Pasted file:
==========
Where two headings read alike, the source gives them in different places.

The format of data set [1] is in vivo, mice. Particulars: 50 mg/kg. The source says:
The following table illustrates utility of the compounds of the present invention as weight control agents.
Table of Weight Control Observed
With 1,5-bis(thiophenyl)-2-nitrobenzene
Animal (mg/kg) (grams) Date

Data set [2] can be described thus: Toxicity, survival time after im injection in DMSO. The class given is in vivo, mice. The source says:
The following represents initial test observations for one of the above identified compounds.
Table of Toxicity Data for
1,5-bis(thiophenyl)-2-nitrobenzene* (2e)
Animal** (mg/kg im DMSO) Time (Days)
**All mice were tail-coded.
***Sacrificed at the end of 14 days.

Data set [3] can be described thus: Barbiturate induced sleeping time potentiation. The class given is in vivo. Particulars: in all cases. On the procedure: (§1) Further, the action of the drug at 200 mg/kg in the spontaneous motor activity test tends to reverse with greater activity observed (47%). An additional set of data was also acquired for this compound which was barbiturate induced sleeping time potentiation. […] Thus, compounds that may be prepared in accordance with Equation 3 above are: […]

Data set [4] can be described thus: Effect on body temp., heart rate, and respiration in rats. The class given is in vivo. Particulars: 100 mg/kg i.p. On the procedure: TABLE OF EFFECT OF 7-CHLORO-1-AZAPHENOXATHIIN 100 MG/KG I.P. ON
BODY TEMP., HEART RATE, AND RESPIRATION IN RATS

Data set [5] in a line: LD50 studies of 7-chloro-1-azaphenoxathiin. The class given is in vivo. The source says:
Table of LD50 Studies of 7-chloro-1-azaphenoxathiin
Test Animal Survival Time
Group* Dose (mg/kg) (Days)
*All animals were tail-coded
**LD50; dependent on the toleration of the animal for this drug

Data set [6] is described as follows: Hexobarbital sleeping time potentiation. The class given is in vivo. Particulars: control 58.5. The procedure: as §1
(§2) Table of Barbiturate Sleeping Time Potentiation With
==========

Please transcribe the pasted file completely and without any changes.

Where two headings read alike, the source gives them in different places.

The format of data set [1] is in vivo, mice. Particulars: 50 mg/kg. The source says:
The following table illustrates utility of the compounds of the present invention as weight control agents.
Table of Weight Control Observed
With 1,5-bis(thiophenyl)-2-nitrobenzene
Animal (mg/kg) (grams) Date

Data set [2] can be described thus: Toxicity, survival time after im injection in DMSO. The class given is in vivo, mice. The source says:
The following represents initial test observations for one of the above identified compounds.
Table of Toxicity Data for
1,5-bis(thiophenyl)-2-nitrobenzene* (2e)
Animal** (mg/kg im DMSO) Time (Days)
**All mice were tail-coded.
***Sacrificed at the end of 14 days.

Data set [3] can be described thus: Barbiturate induced sleeping time potentiation. The class given is in vivo. Particulars: in all cases. On the procedure: (§1) Further, the action of the drug at 200 mg/kg in the spontaneous motor activity test tends to reverse with greater activity observed (47%). An additional set of data was also acquired for this compound which was barbiturate induced sleeping time potentiation. […] Thus, compounds that may be prepared in accordance with Equation 3 above are: […]

Data set [4] can be described thus: Effect on body temp., heart rate, and respiration in rats. The class given is in vivo. Particulars: 100 mg/kg i.p. On the procedure: TABLE OF EFFECT OF 7-CHLORO-1-AZAPHENOXATHIIN 100 MG/KG I.P. ON
BODY TEMP., HEART RATE, AND RESPIRATION IN RATS

Data set [5] in a line: LD50 studies of 7-chloro-1-azaphenoxathiin. The class given is in vivo. The source says:
Table of LD50 Studies of 7-chloro-1-azaphenoxathiin
Test Animal Survival Time
Group* Dose (mg/kg) (Days)
*All animals were tail-coded
**LD50; dependent on the toleration of the animal for this drug

Data set [6] is described as follows: Hexobarbital sleeping time potentiation. The class given is in vivo. Particulars: control 58.5. The procedure: as §1
(§2) Table of Barbiturate Sleeping Time Potentiation With